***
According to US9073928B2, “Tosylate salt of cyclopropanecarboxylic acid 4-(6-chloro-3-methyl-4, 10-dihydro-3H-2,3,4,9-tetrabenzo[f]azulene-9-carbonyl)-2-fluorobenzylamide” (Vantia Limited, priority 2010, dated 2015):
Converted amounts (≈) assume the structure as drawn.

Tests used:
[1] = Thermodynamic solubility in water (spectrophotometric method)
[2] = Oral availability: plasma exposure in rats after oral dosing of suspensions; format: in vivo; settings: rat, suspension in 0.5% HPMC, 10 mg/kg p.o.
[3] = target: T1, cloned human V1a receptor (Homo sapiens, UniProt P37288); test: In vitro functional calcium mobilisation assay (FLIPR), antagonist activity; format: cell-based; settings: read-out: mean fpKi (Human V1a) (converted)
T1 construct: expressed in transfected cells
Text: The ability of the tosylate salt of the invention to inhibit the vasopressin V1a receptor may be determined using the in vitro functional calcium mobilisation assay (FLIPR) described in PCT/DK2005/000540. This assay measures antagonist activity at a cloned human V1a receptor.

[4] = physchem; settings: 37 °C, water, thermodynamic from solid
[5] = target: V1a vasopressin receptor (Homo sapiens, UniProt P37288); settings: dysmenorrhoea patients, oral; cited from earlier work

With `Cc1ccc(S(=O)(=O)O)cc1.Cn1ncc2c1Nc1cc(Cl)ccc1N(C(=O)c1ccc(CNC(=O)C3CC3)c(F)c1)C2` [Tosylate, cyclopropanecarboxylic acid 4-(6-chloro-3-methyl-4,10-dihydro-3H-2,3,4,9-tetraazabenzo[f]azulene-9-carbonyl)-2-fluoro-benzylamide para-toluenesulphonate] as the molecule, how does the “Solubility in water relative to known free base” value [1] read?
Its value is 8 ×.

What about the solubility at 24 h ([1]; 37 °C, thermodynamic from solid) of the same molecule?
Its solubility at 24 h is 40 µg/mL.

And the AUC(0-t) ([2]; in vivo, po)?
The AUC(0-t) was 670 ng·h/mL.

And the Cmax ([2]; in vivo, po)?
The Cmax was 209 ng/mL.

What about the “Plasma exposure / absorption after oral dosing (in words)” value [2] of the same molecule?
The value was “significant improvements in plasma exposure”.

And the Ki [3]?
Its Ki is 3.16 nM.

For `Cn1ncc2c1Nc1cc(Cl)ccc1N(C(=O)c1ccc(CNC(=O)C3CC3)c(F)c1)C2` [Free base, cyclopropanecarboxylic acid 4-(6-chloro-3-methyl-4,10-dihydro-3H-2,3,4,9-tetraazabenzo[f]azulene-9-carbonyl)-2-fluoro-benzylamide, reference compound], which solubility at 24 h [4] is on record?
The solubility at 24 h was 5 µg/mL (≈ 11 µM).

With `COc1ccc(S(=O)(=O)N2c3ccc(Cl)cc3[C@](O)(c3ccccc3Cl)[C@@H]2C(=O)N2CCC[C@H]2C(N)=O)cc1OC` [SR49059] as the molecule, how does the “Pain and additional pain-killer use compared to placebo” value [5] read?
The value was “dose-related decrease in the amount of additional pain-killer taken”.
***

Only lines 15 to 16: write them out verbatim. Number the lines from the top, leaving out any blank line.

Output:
And the AUC(0-t) ([2]; in vivo, po)?
The AUC(0-t) was 670 ng·h/mL.